Bill Gates has warned the world needs to be better prepared for future pandemics.
In an interview with Sky News, the billionaire - who correctly predicted the greatest risk of 'global catastrophe' over the next few decades would be a highly infectious virus - said there were lessons that could be learnt about how things were handled and thinks we 'could be a lot smarter' in future.
He said: "Because we didn't practice, it's clear that understanding variants and understanding how quickly you can do the regulatory stuff, when this comes up again, we could be a lot smarter.
"People didn't invest enough in this risk... so I hope we keep in mind that we do need to invest and be ready for the next pandemic."
He went on to say that now the world must start to think of the future and not forget about the pandemic.
He added: "I'm very pleased that the UK is making pandemic preparedness, both finishing this pandemic and thinking through what happens next, a real priority.
"I'm worried that we'll forget about it. The Ebola epidemic was the time I thought people would be interested and I was out talking about what we needed to do.
"I do think because trillions were lost, that this generation will remember this."
Gates was warning people about the dangers of a deadly virus years back, saying it posed 'the biggest threat to humanity' back in a TED Talk in 2015.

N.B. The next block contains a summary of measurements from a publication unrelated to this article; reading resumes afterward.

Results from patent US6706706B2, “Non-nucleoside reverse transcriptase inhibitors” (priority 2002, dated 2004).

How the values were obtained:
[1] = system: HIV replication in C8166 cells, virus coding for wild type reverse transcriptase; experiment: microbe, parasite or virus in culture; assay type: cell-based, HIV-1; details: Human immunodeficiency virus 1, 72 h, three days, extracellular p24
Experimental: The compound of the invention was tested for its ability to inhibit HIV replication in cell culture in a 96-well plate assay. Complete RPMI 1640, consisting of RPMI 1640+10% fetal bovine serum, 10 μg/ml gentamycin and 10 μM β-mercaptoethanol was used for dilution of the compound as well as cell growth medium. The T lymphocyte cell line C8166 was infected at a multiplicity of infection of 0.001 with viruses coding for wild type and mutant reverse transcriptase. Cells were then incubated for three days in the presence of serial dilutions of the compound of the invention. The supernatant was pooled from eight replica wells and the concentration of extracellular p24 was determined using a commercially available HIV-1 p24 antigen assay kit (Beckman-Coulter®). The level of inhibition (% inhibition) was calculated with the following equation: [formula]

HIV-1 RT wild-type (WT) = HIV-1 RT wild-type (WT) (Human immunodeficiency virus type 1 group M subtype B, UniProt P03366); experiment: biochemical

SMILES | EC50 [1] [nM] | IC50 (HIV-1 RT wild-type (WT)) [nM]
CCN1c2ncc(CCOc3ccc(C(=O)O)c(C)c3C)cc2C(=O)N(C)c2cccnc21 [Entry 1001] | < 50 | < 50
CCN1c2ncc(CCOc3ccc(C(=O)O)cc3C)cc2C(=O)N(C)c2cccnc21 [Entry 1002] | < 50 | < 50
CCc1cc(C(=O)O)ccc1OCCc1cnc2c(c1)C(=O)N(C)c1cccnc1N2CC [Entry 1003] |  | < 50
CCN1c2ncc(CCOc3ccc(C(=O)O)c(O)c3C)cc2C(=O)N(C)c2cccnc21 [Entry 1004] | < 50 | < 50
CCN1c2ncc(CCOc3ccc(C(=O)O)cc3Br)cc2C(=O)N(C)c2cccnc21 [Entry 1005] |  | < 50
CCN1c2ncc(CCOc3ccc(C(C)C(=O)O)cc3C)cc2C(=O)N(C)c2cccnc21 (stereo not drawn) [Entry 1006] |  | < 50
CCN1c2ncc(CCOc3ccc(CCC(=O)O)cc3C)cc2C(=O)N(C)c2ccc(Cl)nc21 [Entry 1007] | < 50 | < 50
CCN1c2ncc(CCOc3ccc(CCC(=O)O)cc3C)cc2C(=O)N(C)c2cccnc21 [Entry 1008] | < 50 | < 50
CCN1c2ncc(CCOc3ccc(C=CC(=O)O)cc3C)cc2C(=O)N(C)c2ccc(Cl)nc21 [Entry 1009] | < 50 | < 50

Gates said: "If anything kills over 10 million people in the next few decades, it's most likely to be a highly infectious virus rather than a war. Not missiles, but microbes."
He also stressed the importance of being prepared for such an incident, saying an airborne epidemic could be 'a serious problem'.
The Microsoft co-founder said: "Failure to prepare could allow the next epidemic to be dramatically more devastating than Ebola.
"Ebola does not spread through the air, and by the time you're contagious, most people are so sick that they're bedridden.
"You can have a virus where people feel well enough while they're infectious that they get on a plane, or they go to a market.
"This is a serious problem. We should be concerned."
Gates made the same point during a discussion about epidemics hosted by the Massachusetts Medical Society and the New England Journal of Medicine.
He said: "There's one area though where the world isn't making such progress, and that's pandemic preparedness."
Gates went on to say that when it came to biological threats the 'sense of urgency is lacking'.Featured Image Credit: PA